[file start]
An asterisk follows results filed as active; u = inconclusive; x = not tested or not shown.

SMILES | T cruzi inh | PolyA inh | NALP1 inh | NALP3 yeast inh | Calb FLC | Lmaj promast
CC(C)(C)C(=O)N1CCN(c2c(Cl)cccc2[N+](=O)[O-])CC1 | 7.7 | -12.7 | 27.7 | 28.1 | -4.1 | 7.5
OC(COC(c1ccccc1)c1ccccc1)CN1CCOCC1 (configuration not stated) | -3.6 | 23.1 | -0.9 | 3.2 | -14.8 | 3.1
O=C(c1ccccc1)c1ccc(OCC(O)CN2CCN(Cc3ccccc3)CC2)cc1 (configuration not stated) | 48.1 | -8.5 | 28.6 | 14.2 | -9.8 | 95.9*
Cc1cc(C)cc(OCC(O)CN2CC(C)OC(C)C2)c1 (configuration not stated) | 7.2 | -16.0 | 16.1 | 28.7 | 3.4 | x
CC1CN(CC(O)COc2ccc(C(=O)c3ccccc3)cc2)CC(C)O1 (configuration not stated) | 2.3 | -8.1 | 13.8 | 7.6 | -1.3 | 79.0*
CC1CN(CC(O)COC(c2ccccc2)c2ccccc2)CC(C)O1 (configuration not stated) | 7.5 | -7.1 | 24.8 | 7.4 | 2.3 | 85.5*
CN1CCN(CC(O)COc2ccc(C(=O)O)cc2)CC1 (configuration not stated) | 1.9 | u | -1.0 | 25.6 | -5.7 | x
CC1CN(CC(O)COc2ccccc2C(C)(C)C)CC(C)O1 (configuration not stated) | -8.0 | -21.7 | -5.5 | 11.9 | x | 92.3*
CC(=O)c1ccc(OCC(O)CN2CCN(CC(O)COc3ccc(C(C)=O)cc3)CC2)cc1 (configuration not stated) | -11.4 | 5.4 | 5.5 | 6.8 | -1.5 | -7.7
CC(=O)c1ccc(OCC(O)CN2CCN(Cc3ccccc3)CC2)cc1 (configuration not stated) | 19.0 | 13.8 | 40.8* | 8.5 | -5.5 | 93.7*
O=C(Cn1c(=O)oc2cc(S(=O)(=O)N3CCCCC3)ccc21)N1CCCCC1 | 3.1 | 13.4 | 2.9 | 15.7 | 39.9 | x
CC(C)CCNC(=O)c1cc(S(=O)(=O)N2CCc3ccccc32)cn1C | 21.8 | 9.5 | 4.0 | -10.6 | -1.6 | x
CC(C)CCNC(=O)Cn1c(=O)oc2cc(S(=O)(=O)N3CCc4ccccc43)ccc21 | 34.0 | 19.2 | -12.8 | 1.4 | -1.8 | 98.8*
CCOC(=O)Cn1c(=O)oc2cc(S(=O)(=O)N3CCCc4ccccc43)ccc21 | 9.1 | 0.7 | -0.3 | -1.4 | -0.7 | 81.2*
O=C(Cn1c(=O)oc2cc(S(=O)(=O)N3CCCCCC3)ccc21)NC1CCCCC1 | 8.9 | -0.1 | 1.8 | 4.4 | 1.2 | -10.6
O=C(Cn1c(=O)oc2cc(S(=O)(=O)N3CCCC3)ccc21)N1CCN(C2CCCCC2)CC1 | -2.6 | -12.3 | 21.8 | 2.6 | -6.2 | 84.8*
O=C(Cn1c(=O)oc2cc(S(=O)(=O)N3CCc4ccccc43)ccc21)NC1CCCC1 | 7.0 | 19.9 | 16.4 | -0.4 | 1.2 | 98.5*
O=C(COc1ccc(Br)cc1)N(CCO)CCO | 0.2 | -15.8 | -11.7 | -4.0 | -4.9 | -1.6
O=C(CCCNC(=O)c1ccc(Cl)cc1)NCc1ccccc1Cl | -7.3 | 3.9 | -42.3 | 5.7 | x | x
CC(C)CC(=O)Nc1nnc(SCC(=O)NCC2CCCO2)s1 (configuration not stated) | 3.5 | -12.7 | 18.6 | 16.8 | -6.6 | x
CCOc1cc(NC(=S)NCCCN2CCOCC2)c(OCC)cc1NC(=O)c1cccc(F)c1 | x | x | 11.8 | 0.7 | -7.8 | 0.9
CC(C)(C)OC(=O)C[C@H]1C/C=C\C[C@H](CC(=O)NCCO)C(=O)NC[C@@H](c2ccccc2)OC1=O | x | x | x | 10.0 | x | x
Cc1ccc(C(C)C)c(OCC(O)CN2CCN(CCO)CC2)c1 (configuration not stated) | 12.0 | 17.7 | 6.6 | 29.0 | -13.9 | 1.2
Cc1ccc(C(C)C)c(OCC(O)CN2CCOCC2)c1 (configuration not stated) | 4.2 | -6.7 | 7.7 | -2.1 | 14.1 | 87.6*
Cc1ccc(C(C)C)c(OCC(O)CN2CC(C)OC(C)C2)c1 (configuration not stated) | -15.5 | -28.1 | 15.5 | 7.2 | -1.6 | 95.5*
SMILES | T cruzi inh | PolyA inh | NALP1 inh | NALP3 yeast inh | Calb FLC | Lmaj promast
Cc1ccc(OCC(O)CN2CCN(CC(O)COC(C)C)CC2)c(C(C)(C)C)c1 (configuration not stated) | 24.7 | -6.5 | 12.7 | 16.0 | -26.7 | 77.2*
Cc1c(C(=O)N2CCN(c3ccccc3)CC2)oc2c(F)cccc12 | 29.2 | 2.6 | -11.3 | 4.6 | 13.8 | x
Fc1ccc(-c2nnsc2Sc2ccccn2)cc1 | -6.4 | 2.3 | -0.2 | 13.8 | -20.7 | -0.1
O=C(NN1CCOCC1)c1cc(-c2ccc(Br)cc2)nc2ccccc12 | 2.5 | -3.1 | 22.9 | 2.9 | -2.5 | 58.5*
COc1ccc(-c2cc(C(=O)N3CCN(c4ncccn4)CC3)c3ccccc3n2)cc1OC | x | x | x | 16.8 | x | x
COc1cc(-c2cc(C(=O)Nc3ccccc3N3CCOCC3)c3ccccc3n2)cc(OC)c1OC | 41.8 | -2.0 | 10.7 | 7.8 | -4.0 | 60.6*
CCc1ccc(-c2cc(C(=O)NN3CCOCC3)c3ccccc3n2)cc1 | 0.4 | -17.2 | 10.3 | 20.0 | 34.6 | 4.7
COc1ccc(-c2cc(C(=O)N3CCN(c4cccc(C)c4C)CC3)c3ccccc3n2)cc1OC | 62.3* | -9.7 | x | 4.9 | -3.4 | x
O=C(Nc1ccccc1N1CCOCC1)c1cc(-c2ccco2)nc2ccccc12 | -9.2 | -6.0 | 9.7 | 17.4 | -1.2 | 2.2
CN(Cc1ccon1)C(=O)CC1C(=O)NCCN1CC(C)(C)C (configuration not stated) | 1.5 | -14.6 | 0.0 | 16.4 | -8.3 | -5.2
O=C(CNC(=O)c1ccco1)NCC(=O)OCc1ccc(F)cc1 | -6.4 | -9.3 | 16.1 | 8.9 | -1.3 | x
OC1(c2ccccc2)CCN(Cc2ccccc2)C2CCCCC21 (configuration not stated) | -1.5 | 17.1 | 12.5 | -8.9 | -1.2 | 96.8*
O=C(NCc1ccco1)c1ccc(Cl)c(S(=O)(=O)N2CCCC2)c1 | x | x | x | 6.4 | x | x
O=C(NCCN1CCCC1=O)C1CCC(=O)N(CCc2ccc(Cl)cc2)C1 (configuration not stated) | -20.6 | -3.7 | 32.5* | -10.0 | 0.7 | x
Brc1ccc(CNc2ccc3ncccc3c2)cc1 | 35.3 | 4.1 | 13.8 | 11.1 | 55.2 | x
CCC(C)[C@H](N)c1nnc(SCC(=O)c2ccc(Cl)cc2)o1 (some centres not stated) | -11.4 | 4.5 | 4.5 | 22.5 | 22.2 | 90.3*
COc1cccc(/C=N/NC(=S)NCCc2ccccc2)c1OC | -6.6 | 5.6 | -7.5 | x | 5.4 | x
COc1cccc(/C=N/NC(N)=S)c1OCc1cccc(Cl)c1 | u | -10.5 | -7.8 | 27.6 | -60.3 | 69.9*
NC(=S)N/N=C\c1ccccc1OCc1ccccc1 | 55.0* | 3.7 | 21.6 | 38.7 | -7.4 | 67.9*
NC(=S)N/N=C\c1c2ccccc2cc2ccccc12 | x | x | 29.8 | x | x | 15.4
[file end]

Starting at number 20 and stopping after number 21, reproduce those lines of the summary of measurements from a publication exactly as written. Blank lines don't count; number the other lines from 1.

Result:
O=C(COc1ccc(Br)cc1)N(CCO)CCO | 0.2 | -15.8 | -11.7 | -4.0 | -4.9 | -1.6
O=C(CCCNC(=O)c1ccc(Cl)cc1)NCc1ccccc1Cl | -7.3 | 3.9 | -42.3 | 5.7 | x | x